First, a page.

Real Estate Market

Montreal Area: Half of Single-Family Home Sales Sold for Over $500,000 in April

L’Île-des-Sœurs, May 5, 2021 – The Quebec Professional Association of Real Estate Brokers (QPAREB) has just released its residential real estate market statistics for the Montreal Census Metropolitan Area (CMA) for the month of April, based on the real estate brokers’ Centris provincial database.

  • Important note: several statistics for April 2020 are not representative due to the exceptional pause in transactional activities and new property listings during this period. April 2019 statistics are used in calculating variations (for informational purposes). However, April 2020 remains a valid reference in determining variations in median prices and active listings.

“The number of transactions in the Montreal CMA reached a new record of 6,237 sales in April 2021 (+6 per cent compared to 2019). This healthy growth can essentially be attributed to condominium sales,” says Charles Brant, director of market analysis. “In this context, it is astonishing to note that sales of single-family home are below the level recorded for the same period in 2019. The low inventory of single-family homes for sale and the dramatic increase in prices in April continue to drive the demand for condominiums, which are more affordable and have lower maintenance and renovation costs.”

April highlights

  • The real estate brokers’ Centris system recorded 6,237 sales in April, a new record. This level of activity is consistent with that observed in March and should be viewed as a maintenance of activities, not as an acceleration in the number of transactions.
  • The number of sales of single-family properties reached 3,114 which is below the April 2019 level (‑4 per cent), a decline that is more significant than it seems.
  • On the Island of Montreal, 2,399 sales were concluded, a record 17 per cent increase when compared to April 2019 and a level of activity consistent with that recorded last month. This robust activity can essentially be attributed to condominium sales following the same trend as that observed since the start of 2021.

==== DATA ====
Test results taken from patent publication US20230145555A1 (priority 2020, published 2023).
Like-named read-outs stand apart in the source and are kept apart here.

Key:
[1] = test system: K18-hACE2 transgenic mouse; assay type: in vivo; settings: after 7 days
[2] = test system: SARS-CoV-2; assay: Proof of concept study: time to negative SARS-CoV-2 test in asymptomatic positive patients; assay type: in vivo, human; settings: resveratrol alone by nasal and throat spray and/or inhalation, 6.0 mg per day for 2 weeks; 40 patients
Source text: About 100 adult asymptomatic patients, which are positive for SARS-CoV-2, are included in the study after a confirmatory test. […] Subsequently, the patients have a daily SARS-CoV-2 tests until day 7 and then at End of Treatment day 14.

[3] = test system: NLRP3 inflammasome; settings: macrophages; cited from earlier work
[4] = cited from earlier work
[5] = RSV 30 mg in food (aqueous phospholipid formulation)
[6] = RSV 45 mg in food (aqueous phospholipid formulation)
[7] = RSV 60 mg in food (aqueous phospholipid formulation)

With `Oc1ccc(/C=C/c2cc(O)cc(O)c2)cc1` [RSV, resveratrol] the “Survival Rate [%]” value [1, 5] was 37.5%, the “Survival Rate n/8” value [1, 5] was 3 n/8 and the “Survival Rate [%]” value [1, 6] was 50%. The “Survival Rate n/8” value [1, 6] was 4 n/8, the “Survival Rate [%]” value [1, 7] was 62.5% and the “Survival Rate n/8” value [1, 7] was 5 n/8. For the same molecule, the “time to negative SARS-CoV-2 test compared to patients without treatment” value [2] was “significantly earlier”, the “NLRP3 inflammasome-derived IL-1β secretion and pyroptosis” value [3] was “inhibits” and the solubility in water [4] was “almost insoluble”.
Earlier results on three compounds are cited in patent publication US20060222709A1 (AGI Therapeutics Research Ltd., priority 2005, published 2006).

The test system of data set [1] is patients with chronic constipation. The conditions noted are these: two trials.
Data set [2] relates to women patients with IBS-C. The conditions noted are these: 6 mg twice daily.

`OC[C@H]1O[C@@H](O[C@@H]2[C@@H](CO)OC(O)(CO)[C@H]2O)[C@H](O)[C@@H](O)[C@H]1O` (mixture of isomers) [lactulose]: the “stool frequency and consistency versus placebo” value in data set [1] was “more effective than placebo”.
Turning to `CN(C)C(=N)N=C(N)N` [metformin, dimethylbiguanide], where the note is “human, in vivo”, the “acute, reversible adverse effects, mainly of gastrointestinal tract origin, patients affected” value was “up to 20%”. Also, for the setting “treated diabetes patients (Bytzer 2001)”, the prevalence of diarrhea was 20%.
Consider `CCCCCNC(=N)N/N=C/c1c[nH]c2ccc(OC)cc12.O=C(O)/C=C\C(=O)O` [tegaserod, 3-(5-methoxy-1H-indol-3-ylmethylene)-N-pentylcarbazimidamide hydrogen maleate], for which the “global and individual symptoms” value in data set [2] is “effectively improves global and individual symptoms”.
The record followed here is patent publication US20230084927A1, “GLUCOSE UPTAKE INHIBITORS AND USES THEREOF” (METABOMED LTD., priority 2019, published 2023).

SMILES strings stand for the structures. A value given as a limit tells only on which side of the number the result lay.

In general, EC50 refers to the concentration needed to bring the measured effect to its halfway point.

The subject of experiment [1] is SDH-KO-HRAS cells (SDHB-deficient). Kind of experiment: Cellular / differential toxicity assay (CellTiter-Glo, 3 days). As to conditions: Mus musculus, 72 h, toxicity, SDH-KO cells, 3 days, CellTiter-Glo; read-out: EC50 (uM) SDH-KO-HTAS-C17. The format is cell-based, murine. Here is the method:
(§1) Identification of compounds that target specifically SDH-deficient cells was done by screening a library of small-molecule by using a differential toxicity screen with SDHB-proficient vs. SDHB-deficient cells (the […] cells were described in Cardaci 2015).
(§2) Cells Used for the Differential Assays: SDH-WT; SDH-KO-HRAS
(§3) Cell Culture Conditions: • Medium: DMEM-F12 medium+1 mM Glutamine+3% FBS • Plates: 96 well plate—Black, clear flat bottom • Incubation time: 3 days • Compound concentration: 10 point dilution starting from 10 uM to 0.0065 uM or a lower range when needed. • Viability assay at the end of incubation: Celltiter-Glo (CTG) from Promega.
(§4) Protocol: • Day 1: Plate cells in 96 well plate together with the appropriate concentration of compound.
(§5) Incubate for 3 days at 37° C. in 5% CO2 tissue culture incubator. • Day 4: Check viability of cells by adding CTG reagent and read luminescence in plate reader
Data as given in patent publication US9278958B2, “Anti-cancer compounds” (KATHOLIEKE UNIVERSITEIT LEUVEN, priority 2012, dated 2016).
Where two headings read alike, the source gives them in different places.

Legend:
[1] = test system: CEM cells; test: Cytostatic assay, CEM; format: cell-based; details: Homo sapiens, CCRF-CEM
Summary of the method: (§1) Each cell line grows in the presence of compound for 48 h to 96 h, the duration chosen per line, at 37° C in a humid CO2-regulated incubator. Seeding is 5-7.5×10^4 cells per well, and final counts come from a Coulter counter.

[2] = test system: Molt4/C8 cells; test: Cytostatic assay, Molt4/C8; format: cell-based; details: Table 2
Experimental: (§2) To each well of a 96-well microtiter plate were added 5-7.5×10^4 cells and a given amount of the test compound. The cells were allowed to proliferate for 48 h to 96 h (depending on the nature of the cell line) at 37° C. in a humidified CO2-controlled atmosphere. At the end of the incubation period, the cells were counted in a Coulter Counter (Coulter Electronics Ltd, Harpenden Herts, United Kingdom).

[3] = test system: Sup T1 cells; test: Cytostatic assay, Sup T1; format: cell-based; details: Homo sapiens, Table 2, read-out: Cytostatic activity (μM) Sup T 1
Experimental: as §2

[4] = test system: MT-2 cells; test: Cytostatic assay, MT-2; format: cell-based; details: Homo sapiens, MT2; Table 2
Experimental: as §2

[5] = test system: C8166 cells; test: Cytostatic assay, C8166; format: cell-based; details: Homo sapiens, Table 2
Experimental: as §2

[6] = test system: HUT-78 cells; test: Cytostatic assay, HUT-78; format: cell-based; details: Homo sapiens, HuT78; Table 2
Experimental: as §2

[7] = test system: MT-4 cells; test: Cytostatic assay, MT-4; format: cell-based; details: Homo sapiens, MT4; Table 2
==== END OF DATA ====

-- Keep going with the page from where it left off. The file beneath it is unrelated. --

• Sales are down in most outlying areas compared to April 2019, the result of the drop in transactions in the single-family home category: Laval (609 sales, +4 per cent), the South Shore (1,378 sales, ‑2 per cent), Vaudreuil-Soulanges (271 sales, -3 per cent), Saint-Jean-sur-Richelieu (167 sales, -10 per cent). The North Shore stood out, however, with record activity for the month of April1 (413 sales, +1 per cent).
  • Condominium sales reached a new record (2,466), up 13 per cent from April 2019 across the CMA, which is consistent with the trend noted since the start of the year. Without setting a record, the same goes for small income properties (650 sales, +35 per cent). It is especially outside the Island of Montreal that plex sales have continued to surge. Single-family property sales (2,490) in outlying areas continue to decline: -7 per cent compared to April 2019.
  • Compared to April 2020, active listings of condominiums have increased by 22 per cent (5,298), with plexes also showing an upward trend (1,977 listings, +27 per cent). Active listings of single-family homes remain at an all-time low (4,249 listings, -40 per cent).